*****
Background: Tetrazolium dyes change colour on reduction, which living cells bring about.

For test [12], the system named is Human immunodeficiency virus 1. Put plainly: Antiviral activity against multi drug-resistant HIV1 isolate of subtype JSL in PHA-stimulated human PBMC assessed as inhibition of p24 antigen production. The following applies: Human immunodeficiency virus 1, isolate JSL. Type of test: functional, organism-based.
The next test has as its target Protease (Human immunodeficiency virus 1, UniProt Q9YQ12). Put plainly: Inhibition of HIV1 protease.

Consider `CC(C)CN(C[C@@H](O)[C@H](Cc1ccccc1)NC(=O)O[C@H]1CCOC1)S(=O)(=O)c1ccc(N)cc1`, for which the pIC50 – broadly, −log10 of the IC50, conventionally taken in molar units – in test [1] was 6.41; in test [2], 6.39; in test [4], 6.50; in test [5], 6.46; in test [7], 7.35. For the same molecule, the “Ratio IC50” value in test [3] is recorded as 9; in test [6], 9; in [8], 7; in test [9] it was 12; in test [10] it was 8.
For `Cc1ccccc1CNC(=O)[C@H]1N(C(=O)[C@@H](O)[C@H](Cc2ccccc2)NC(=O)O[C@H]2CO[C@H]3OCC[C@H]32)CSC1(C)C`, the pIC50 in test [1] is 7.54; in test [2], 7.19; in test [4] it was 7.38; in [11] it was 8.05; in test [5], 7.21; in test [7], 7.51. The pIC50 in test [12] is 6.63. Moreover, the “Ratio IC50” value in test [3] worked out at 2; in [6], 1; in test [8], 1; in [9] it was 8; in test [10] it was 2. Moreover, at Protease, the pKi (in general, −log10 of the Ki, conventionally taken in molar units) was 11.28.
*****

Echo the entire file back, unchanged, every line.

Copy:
Background: Tetrazolium dyes change colour on reduction, which living cells bring about.

For test [12], the system named is Human immunodeficiency virus 1. Put plainly: Antiviral activity against multi drug-resistant HIV1 isolate of subtype JSL in PHA-stimulated human PBMC assessed as inhibition of p24 antigen production. The following applies: Human immunodeficiency virus 1, isolate JSL. Type of test: functional, organism-based.
The next test has as its target Protease (Human immunodeficiency virus 1, UniProt Q9YQ12). Put plainly: Inhibition of HIV1 protease.

Consider `CC(C)CN(C[C@@H](O)[C@H](Cc1ccccc1)NC(=O)O[C@H]1CCOC1)S(=O)(=O)c1ccc(N)cc1`, for which the pIC50 – broadly, −log10 of the IC50, conventionally taken in molar units – in test [1] was 6.41; in test [2], 6.39; in test [4], 6.50; in test [5], 6.46; in test [7], 7.35. For the same molecule, the “Ratio IC50” value in test [3] is recorded as 9; in test [6], 9; in [8], 7; in test [9] it was 12; in test [10] it was 8.
For `Cc1ccccc1CNC(=O)[C@H]1N(C(=O)[C@@H](O)[C@H](Cc2ccccc2)NC(=O)O[C@H]2CO[C@H]3OCC[C@H]32)CSC1(C)C`, the pIC50 in test [1] is 7.54; in test [2], 7.19; in test [4] it was 7.38; in [11] it was 8.05; in test [5], 7.21; in test [7], 7.51. The pIC50 in test [12] is 6.63. Moreover, the “Ratio IC50” value in test [3] worked out at 2; in [6], 1; in test [8], 1; in [9] it was 8; in test [10] it was 2. Moreover, at Protease, the pKi (in general, −log10 of the Ki, conventionally taken in molar units) was 11.28.